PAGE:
• Threatening to file a lawsuit when they cannot do so

Statute of limitations

Pennsylvania has a statute of limitations on debt that limits how long bill collectors have to sue a consumer in court for their unpaid bills. Once this statute runs out, you still owe the money but can no longer be pursued for unpaid debts on a legal basis.

In Pennsylvania, the statute of limitations for debt is four years. This same time limit applies to written and oral contracts, promissory notes and open-end accounts, including credit card debt.

Licensing and registration

Pennsylvania does not require debt collectors or collection agencies to be licensed in the state. 

Disputing a debt

If you don't recognize the debt or you don't think all of it is yours, you have the legal right to dispute the debt within 30 days of receiving the notice. You can do this with a dispute letter that lists your personal information, information about the debt and the fact you believe you don't owe the money.

Once the debt collector receives your dispute letter, they can no longer attempt to collect on the debt until they prove you owe it with written verification. This could come in the form of a copy of the original bill or other documentation.

If you don't dispute the debt within 30 days of receiving the letter, the debt collector can assume the debt is correct and has the legal right to continue collection activities.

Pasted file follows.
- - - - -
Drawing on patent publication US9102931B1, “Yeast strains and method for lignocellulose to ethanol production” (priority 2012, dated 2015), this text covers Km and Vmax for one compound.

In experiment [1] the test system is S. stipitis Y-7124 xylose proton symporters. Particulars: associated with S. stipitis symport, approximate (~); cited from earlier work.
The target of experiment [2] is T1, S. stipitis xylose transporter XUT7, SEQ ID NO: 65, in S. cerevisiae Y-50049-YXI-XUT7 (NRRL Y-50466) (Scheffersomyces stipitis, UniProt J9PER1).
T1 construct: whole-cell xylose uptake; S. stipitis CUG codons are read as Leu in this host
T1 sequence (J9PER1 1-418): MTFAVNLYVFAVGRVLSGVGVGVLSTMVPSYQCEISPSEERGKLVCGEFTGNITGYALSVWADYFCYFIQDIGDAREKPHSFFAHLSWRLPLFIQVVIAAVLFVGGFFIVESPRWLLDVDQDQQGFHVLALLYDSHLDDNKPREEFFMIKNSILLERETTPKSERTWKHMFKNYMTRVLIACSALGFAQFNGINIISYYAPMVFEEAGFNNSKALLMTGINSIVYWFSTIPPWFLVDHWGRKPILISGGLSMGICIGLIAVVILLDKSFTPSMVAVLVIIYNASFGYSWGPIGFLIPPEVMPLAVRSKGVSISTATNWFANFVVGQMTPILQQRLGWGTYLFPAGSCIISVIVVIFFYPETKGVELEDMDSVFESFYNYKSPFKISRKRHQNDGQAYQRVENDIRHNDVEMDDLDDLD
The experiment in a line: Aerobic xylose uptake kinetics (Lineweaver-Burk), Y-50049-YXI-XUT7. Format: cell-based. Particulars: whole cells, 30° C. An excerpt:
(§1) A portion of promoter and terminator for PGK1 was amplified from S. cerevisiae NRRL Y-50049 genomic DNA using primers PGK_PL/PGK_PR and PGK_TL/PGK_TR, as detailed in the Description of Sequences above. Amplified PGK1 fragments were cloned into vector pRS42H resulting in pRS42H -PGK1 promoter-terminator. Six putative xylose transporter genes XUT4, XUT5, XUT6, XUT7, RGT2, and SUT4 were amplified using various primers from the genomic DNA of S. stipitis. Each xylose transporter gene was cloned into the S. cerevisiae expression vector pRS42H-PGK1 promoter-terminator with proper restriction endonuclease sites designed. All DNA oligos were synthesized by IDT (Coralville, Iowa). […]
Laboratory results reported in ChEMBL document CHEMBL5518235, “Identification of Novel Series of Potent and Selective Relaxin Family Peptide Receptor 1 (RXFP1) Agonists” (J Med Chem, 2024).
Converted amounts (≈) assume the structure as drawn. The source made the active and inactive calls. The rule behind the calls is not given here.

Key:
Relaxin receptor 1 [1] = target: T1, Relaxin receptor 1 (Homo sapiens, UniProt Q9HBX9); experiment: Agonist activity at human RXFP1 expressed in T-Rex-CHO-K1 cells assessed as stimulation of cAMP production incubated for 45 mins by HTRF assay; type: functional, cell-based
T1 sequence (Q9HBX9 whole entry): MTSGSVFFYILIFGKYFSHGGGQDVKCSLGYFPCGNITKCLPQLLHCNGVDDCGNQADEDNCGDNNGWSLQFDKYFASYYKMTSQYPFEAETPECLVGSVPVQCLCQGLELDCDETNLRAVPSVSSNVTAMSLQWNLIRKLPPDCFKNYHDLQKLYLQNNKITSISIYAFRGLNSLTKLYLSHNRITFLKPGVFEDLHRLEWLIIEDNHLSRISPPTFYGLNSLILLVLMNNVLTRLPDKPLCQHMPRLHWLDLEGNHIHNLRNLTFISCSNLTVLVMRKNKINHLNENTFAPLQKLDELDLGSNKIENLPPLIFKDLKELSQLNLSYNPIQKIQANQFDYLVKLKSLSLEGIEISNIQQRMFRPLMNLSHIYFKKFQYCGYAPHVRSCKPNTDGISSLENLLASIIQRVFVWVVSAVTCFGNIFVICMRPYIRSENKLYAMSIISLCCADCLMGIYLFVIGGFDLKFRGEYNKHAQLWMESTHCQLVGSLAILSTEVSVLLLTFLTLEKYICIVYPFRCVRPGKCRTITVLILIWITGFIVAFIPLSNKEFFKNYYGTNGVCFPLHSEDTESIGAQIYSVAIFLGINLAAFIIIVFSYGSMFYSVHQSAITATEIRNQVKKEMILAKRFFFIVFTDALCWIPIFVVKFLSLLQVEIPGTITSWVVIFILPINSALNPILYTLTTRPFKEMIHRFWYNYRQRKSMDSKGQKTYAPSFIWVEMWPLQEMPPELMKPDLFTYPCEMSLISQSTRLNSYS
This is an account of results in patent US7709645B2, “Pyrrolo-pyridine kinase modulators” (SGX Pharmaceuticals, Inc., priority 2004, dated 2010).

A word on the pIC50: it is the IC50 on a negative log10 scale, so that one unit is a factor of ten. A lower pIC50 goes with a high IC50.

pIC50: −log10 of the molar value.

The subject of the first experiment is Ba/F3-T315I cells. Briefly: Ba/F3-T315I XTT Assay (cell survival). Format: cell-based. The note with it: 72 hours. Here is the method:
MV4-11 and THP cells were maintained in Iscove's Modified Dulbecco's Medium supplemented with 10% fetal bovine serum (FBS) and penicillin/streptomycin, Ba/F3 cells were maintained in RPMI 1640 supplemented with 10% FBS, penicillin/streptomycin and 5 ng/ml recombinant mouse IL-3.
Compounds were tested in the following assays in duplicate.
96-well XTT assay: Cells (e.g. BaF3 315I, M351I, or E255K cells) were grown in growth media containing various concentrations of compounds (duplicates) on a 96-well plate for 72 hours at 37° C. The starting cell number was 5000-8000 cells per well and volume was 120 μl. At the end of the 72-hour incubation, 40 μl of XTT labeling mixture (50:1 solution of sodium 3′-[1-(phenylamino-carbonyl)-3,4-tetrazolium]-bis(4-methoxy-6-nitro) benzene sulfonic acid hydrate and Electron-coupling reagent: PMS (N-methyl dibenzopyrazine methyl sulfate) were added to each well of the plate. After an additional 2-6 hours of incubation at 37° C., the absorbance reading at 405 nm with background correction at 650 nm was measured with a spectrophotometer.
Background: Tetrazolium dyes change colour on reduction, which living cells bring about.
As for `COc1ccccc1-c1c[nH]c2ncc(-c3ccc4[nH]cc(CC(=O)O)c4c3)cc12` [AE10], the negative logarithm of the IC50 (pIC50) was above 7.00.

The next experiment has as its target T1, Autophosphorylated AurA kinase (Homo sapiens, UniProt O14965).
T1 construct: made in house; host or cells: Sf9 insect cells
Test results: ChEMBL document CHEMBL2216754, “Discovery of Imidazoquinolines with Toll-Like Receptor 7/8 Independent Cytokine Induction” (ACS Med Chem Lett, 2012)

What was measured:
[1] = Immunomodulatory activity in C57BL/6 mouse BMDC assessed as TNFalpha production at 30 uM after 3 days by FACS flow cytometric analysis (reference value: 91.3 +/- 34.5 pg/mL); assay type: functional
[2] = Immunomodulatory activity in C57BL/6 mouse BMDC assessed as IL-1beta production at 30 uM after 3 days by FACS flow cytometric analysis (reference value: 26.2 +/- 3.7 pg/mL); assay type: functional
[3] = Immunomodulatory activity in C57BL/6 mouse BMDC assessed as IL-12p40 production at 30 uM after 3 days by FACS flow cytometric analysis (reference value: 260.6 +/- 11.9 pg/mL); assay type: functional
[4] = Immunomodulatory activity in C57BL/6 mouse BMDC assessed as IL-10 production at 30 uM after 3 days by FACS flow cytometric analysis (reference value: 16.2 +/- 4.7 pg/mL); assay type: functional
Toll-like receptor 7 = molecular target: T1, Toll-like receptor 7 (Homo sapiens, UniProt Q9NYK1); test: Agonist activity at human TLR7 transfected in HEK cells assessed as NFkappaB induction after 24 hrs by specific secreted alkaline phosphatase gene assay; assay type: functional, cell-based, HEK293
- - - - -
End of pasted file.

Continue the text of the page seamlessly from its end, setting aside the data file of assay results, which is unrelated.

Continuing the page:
Enforcement and penalties

If you feel your rights have been violated in the state of Pennsylvania, you can report incidents to Pennsylvania’s Office of Attorney General or over the phone at 1-800-441-2555. The state Attorney General can sue Pennsylvania debt collectors for violating your rights, so you'll want to report unlawful activity right away.

You can also sue Pennsylvania bill collectors for violating your rights on the federal level, although you can only sue under the FDCPA for up to one year after the violation occurs. If you win the lawsuit, the debt collector may have to pay you for lost wages or medical bills that resulted from debt collection activities, and they can also be liable for up to $1,000 in additional damages plus your legal fees and court costs.

» MORE: How to get out of debt